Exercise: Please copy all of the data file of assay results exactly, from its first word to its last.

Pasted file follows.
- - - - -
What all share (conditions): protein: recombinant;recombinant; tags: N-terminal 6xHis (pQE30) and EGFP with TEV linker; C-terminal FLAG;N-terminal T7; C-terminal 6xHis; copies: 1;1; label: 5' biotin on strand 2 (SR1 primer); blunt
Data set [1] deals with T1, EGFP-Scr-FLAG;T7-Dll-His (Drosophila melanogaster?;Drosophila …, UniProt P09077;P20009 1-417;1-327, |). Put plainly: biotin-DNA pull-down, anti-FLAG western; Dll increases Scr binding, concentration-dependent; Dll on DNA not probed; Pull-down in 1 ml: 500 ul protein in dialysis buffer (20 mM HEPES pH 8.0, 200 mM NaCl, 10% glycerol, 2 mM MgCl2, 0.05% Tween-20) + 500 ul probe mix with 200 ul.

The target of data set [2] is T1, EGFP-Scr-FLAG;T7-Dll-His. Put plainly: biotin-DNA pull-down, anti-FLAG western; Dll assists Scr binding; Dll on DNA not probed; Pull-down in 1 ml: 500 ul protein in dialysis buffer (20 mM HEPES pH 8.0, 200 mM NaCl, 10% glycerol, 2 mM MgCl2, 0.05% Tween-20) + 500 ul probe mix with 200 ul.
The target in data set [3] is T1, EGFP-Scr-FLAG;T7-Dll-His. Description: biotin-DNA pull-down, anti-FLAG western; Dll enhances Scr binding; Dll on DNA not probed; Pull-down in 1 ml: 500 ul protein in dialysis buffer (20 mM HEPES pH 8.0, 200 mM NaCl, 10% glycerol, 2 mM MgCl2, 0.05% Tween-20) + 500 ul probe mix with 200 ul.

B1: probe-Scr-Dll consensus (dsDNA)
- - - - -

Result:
What all share (conditions): protein: recombinant;recombinant; tags: N-terminal 6xHis (pQE30) and EGFP with TEV linker; C-terminal FLAG;N-terminal T7; C-terminal 6xHis; copies: 1;1; label: 5' biotin on strand 2 (SR1 primer); blunt
Data set [1] deals with T1, EGFP-Scr-FLAG;T7-Dll-His (Drosophila melanogaster?;Drosophila …, UniProt P09077;P20009 1-417;1-327, |). Put plainly: biotin-DNA pull-down, anti-FLAG western; Dll increases Scr binding, concentration-dependent; Dll on DNA not probed; Pull-down in 1 ml: 500 ul protein in dialysis buffer (20 mM HEPES pH 8.0, 200 mM NaCl, 10% glycerol, 2 mM MgCl2, 0.05% Tween-20) + 500 ul probe mix with 200 ul.

The target of data set [2] is T1, EGFP-Scr-FLAG;T7-Dll-His. Put plainly: biotin-DNA pull-down, anti-FLAG western; Dll assists Scr binding; Dll on DNA not probed; Pull-down in 1 ml: 500 ul protein in dialysis buffer (20 mM HEPES pH 8.0, 200 mM NaCl, 10% glycerol, 2 mM MgCl2, 0.05% Tween-20) + 500 ul probe mix with 200 ul.
The target in data set [3] is T1, EGFP-Scr-FLAG;T7-Dll-His. Description: biotin-DNA pull-down, anti-FLAG western; Dll enhances Scr binding; Dll on DNA not probed; Pull-down in 1 ml: 500 ul protein in dialysis buffer (20 mM HEPES pH 8.0, 200 mM NaCl, 10% glycerol, 2 mM MgCl2, 0.05% Tween-20) + 500 ul probe mix with 200 ul.

B1: probe-Scr-Dll consensus (dsDNA)